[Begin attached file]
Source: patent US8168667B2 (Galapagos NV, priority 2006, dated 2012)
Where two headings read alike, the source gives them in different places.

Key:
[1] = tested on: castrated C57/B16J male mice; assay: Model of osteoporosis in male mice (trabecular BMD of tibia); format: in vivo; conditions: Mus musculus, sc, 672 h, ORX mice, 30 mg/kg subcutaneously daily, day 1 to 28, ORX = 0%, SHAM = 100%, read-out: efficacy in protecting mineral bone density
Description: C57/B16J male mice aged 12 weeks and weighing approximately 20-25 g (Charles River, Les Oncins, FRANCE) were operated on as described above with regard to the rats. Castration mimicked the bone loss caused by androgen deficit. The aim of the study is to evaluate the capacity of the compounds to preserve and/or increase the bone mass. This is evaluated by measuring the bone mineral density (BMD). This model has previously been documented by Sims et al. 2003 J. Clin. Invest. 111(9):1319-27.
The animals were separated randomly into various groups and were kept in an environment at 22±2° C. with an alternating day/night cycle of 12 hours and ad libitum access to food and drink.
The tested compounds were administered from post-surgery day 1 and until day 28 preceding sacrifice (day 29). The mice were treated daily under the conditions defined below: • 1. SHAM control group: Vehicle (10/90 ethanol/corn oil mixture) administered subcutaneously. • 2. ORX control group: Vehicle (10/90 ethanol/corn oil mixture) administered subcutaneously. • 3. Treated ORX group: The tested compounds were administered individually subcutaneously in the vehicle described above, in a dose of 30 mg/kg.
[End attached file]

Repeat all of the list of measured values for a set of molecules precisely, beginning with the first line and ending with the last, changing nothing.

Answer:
Source: patent US8168667B2 (Galapagos NV, priority 2006, dated 2012)
Where two headings read alike, the source gives them in different places.

Key:
[1] = tested on: castrated C57/B16J male mice; assay: Model of osteoporosis in male mice (trabecular BMD of tibia); format: in vivo; conditions: Mus musculus, sc, 672 h, ORX mice, 30 mg/kg subcutaneously daily, day 1 to 28, ORX = 0%, SHAM = 100%, read-out: efficacy in protecting mineral bone density
Description: C57/B16J male mice aged 12 weeks and weighing approximately 20-25 g (Charles River, Les Oncins, FRANCE) were operated on as described above with regard to the rats. Castration mimicked the bone loss caused by androgen deficit. The aim of the study is to evaluate the capacity of the compounds to preserve and/or increase the bone mass. This is evaluated by measuring the bone mineral density (BMD). This model has previously been documented by Sims et al. 2003 J. Clin. Invest. 111(9):1319-27.
The animals were separated randomly into various groups and were kept in an environment at 22±2° C. with an alternating day/night cycle of 12 hours and ad libitum access to food and drink.
The tested compounds were administered from post-surgery day 1 and until day 28 preceding sacrifice (day 29). The mice were treated daily under the conditions defined below: • 1. SHAM control group: Vehicle (10/90 ethanol/corn oil mixture) administered subcutaneously. • 2. ORX control group: Vehicle (10/90 ethanol/corn oil mixture) administered subcutaneously. • 3. Treated ORX group: The tested compounds were administered individually subcutaneously in the vehicle described above, in a dose of 30 mg/kg.